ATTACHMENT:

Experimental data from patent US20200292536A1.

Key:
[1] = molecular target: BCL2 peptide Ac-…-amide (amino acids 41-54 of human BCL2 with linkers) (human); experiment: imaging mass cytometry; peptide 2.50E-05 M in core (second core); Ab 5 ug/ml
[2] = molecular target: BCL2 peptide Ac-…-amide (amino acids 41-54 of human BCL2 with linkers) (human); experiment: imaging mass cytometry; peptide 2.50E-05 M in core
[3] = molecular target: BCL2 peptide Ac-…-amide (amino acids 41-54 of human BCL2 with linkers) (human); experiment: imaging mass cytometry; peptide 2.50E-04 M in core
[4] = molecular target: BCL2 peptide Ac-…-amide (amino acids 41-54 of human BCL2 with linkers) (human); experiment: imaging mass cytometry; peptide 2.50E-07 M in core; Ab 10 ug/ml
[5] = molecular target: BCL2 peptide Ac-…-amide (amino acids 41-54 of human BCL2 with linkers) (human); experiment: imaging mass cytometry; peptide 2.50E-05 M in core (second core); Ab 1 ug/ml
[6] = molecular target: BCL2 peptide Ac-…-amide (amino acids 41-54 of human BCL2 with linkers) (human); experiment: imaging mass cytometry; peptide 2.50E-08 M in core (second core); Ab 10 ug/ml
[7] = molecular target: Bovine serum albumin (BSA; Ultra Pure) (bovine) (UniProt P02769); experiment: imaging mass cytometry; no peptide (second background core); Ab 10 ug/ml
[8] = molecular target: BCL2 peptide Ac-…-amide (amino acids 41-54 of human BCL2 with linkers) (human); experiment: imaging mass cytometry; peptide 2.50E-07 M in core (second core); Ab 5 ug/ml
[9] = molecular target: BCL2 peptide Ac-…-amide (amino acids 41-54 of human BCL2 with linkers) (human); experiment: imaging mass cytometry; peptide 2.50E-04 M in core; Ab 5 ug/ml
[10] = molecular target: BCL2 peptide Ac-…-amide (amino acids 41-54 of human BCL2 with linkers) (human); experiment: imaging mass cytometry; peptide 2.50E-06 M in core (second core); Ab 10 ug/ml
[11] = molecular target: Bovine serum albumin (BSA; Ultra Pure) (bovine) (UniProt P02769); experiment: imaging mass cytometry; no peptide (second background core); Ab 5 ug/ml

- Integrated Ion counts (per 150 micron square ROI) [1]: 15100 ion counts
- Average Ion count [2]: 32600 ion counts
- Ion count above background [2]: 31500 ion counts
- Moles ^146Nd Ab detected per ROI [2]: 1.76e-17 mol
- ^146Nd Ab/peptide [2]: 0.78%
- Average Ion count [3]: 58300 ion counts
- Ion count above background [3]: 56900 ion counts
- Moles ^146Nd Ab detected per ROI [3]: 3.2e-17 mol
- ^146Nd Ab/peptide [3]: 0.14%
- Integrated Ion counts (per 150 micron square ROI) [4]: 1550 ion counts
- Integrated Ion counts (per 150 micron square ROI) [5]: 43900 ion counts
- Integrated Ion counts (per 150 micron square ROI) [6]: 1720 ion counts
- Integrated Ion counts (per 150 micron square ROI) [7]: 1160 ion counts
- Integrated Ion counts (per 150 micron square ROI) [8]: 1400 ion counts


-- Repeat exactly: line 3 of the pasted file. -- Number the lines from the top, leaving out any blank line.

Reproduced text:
[1] = molecular target: BCL2 peptide Ac-…-amide (amino acids 41-54 of human BCL2 with linkers) (human); experiment: imaging mass cytometry; peptide 2.50E-05 M in core (second core); Ab 5 ug/ml